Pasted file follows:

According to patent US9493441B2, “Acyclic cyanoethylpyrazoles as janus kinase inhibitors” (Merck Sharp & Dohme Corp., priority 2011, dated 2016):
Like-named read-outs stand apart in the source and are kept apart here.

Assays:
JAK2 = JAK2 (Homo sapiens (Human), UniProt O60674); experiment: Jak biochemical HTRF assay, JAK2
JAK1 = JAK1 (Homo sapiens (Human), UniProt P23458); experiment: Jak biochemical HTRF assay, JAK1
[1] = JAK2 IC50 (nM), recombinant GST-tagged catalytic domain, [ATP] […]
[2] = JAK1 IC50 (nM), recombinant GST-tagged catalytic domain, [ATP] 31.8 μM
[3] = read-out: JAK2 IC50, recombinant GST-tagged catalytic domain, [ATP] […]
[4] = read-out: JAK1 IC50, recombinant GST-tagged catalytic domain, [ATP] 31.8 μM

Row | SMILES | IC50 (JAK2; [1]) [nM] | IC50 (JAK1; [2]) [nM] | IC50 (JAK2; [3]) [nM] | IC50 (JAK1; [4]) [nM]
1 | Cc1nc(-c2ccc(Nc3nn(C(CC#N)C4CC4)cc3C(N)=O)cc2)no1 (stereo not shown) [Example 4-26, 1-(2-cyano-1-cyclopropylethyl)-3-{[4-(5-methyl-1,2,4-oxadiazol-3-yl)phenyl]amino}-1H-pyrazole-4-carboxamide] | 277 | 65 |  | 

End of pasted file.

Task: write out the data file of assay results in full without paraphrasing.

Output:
According to patent US9493441B2, “Acyclic cyanoethylpyrazoles as janus kinase inhibitors” (Merck Sharp & Dohme Corp., priority 2011, dated 2016):
Like-named read-outs stand apart in the source and are kept apart here.

Assays:
JAK2 = JAK2 (Homo sapiens (Human), UniProt O60674); experiment: Jak biochemical HTRF assay, JAK2
JAK1 = JAK1 (Homo sapiens (Human), UniProt P23458); experiment: Jak biochemical HTRF assay, JAK1
[1] = JAK2 IC50 (nM), recombinant GST-tagged catalytic domain, [ATP] […]
[2] = JAK1 IC50 (nM), recombinant GST-tagged catalytic domain, [ATP] 31.8 μM
[3] = read-out: JAK2 IC50, recombinant GST-tagged catalytic domain, [ATP] […]
[4] = read-out: JAK1 IC50, recombinant GST-tagged catalytic domain, [ATP] 31.8 μM

Row | SMILES | IC50 (JAK2; [1]) [nM] | IC50 (JAK1; [2]) [nM] | IC50 (JAK2; [3]) [nM] | IC50 (JAK1; [4]) [nM]
1 | Cc1nc(-c2ccc(Nc3nn(C(CC#N)C4CC4)cc3C(N)=O)cc2)no1 (stereo not shown) [Example 4-26, 1-(2-cyano-1-cyclopropylethyl)-3-{[4-(5-methyl-1,2,4-oxadiazol-3-yl)phenyl]amino}-1H-pyrazole-4-carboxamide] | 277 | 65 |  | 